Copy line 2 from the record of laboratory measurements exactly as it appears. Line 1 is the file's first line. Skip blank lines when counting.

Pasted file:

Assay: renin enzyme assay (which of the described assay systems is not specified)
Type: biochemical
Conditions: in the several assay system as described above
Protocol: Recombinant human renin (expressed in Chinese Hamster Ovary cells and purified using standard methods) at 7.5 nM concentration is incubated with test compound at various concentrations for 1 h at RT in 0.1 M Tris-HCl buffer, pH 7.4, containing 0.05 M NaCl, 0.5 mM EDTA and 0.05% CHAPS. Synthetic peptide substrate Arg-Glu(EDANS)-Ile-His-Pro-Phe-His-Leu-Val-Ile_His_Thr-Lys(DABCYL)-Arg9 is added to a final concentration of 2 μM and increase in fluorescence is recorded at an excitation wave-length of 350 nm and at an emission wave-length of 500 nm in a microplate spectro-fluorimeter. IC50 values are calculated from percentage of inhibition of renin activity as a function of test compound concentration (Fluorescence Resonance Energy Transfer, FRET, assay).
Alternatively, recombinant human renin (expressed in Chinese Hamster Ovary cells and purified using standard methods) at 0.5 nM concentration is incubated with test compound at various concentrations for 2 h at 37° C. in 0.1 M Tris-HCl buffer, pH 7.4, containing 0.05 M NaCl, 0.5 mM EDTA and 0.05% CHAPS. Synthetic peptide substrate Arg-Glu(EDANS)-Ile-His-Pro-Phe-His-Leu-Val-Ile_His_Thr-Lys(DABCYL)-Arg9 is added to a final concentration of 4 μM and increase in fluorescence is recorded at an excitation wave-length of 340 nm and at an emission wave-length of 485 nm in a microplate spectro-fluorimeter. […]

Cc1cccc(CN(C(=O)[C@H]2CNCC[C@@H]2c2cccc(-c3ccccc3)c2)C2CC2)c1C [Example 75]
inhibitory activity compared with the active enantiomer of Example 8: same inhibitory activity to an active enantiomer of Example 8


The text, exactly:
Type: biochemical